1st. World and client

The client and the world are two of the fundamentals of CARLA, a necessary abstraction to operate the simulation and its actors.

This tutorial goes from defining the basics and creation of these elements, to describing their possibilities. If any doubt or issue arises during the reading, the CARLA forum is there to solve them.

  • The client
    • Client creation
    • World connection
    • Other client utilities
  • The world
    • World life cycle
    • Get() from the world
    • Weather
    • World snapshots
    • Settings

The client

Clients are one of the main elements in the CARLA architecture. They connect to the server, retrieve information, and command changes. That is done via scripts. The client identifies itself, and connects to the world to then operate with the simulation.

Besides that, clients are able to access other CARLA modules, features, and apply command batches. Only command batches will be covered in this section. These are useful for basic things such as spawning lots of actors. The rest of features are more complex, and will be dealt with in other sections.

Take a look at carla.Client in the Python API reference to learn on specific methods and variables of the class.

Client creation

Two things are needed. The IP address identifying it, and two TCP ports to communicate with the server. An optional third parameter sets the amount of working threads. By default this is set to all (0). This code recipe shows how to parse these as arguments when running the script.

client = carla.Client('localhost', 2000)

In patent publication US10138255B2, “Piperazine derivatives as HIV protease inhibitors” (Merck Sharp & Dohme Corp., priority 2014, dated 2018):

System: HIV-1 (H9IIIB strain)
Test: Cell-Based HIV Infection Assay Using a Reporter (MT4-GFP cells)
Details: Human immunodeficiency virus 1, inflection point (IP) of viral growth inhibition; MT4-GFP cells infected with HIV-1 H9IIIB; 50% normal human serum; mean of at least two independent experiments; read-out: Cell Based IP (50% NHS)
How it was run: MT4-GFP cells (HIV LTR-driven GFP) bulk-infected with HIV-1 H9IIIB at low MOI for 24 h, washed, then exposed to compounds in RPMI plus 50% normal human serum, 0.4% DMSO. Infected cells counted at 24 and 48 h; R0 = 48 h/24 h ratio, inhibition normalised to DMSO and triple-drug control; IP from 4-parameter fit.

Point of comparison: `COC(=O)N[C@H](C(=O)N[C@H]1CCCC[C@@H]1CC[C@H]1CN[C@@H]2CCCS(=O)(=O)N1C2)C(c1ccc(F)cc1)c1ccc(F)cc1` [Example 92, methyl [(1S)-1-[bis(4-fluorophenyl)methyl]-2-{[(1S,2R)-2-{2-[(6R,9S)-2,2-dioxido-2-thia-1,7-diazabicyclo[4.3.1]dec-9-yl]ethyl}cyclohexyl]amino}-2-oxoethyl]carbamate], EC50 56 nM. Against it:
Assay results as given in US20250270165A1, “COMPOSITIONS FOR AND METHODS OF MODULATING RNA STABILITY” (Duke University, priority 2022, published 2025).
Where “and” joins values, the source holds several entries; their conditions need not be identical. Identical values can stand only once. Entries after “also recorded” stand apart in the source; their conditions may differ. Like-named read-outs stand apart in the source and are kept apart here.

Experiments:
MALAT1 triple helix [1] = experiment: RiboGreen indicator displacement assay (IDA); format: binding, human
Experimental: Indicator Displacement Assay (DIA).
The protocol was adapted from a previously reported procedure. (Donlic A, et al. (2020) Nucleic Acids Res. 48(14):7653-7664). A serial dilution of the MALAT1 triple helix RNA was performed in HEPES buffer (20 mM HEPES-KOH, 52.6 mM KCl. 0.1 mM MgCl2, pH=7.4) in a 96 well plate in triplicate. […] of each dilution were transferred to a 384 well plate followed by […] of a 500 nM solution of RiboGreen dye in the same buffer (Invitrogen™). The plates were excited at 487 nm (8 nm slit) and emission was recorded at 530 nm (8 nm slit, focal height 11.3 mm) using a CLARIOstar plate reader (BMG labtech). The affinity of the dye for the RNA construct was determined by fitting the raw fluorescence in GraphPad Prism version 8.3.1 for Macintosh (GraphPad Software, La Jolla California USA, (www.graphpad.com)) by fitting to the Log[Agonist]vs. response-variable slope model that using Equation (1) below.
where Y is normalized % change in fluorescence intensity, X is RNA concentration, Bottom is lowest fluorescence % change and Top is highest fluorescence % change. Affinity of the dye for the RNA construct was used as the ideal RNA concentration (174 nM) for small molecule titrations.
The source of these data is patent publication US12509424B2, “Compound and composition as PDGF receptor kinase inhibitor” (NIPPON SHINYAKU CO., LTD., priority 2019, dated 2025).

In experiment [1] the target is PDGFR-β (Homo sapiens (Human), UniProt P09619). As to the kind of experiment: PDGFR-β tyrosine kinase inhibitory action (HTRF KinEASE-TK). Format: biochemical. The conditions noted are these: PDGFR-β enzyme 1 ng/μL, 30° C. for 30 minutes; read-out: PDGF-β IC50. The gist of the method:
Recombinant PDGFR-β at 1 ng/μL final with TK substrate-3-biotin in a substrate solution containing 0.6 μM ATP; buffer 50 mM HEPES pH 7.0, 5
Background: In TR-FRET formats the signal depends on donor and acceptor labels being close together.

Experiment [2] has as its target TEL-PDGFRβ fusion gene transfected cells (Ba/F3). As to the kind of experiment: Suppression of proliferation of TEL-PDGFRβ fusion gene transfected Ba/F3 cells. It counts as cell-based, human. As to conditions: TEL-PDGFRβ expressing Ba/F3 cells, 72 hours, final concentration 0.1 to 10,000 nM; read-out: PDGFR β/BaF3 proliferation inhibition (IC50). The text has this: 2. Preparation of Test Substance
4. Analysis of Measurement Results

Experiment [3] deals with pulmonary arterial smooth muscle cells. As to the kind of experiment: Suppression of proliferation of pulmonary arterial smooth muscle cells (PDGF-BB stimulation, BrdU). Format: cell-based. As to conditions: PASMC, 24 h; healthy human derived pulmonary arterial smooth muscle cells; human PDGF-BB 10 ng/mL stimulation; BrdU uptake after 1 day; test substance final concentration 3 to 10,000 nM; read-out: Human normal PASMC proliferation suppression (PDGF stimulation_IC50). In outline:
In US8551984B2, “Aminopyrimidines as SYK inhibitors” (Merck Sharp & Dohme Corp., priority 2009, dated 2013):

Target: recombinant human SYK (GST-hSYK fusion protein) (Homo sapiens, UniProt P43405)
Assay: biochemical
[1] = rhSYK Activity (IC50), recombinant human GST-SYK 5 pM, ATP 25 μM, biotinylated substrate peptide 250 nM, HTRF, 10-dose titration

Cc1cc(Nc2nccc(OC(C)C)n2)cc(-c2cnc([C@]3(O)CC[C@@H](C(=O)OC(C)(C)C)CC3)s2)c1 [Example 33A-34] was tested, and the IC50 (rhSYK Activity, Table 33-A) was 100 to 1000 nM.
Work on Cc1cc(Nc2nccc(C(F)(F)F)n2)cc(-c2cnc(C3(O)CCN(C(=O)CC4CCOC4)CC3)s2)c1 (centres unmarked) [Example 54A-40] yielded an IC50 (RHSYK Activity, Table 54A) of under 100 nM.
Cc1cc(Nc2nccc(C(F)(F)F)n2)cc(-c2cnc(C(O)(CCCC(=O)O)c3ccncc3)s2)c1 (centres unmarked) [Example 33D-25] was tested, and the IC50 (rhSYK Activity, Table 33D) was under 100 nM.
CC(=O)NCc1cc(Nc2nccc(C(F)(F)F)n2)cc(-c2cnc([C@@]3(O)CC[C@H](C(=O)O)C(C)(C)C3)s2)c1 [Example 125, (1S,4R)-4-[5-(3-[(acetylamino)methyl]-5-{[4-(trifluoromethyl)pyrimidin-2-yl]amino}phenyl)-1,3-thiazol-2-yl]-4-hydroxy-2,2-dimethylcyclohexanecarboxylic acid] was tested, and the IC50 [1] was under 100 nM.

By default, CARLA uses local host IP, and port 2000 to connect but these can be changed at will. The second port will always be n+1, 2001 in this case.

Once the client is created, set its time-out. This limits all networking operations so that these don't block the client forever. An error will be returned if connection fails.

client.set_timeout(10.0) # seconds

It is possible to have many clients connected, as it is common to have more than one script running at a time. Working in a multiclient scheme with advanced CARLA features, such as the traffic manager, is bound to make communication more complex.

Note

Client and server have different libcarla modules. If the versions differ, issues may arise. This can be checked using the get_client_version() and get_server_version() methods.

World connection

A client can connect and retrieve the current world fairly easily.

world = client.get_world()


The client can also get a list of available maps to change the current one. This will destroy the current world and create a new one.
```py
print(client.get_available_maps())
...
world = client.load_world('Town01')
# client.reload_world() creates a new instance of the world with the same map. 

Every world object has an id or episode. Everytime the client calls for load_world() or reload_world() the previous one is destroyed. A new one is created from scratch with a new episode. Unreal Engine is not rebooted in the process.

Other client utilities

The main purpose of the client object is to get or change the world. Usually it is no longer used after that. However, the client also applies command batches and accesses advanced features. These features are.

  • Traffic manager. This module is in charge of every vehicle set to autopilot to recreate urban traffic.
  • Recorder. Allows to reenact a previous simulation. Uses snapshots summarizing the simulation state per frame.

As for command batches, the latest sections in the Python API describe the available commands. These are common functions prepared to be executed in lots during the same step of the simulation. They can, for instance, destroy all the vehicles contained in vehicles_list at once.

client.apply_batch([carla.command.DestroyActor(x) for x in vehicles_list])

apply_batch_sync() is only available in synchronous mode. It returns a command.Response per command applied.


The world